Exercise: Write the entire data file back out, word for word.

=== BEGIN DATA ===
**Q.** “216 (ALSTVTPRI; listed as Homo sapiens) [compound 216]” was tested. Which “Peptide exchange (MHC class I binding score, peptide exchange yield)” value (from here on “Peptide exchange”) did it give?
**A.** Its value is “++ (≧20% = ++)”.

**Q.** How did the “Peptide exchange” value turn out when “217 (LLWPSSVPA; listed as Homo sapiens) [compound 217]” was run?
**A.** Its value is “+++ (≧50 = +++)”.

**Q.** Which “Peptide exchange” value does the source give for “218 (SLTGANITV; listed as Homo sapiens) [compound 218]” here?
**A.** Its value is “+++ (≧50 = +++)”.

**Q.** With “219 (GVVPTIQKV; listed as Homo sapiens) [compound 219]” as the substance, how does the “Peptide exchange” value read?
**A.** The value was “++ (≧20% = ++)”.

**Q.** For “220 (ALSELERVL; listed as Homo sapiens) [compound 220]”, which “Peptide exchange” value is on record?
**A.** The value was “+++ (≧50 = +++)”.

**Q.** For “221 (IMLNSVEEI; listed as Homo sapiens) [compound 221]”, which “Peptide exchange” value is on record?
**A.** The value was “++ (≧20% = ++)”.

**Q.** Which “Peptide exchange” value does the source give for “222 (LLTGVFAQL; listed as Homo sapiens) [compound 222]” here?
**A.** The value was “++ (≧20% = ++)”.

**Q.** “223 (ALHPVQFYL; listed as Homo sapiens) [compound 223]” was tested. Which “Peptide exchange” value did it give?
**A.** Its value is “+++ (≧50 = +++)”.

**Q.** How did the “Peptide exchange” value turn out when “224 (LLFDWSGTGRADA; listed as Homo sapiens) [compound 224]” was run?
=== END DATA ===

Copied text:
**Q.** “216 (ALSTVTPRI; listed as Homo sapiens) [compound 216]” was tested. Which “Peptide exchange (MHC class I binding score, peptide exchange yield)” value (from here on “Peptide exchange”) did it give?
**A.** Its value is “++ (≧20% = ++)”.

**Q.** How did the “Peptide exchange” value turn out when “217 (LLWPSSVPA; listed as Homo sapiens) [compound 217]” was run?
**A.** Its value is “+++ (≧50 = +++)”.

**Q.** Which “Peptide exchange” value does the source give for “218 (SLTGANITV; listed as Homo sapiens) [compound 218]” here?
**A.** Its value is “+++ (≧50 = +++)”.

**Q.** With “219 (GVVPTIQKV; listed as Homo sapiens) [compound 219]” as the substance, how does the “Peptide exchange” value read?
**A.** The value was “++ (≧20% = ++)”.

**Q.** For “220 (ALSELERVL; listed as Homo sapiens) [compound 220]”, which “Peptide exchange” value is on record?
**A.** The value was “+++ (≧50 = +++)”.

**Q.** For “221 (IMLNSVEEI; listed as Homo sapiens) [compound 221]”, which “Peptide exchange” value is on record?
**A.** The value was “++ (≧20% = ++)”.

**Q.** Which “Peptide exchange” value does the source give for “222 (LLTGVFAQL; listed as Homo sapiens) [compound 222]” here?
**A.** The value was “++ (≧20% = ++)”.

**Q.** “223 (ALHPVQFYL; listed as Homo sapiens) [compound 223]” was tested. Which “Peptide exchange” value did it give?
**A.** Its value is “+++ (≧50 = +++)”.

**Q.** How did the “Peptide exchange” value turn out when “224 (LLFDWSGTGRADA; listed as Homo sapiens) [compound 224]” was run?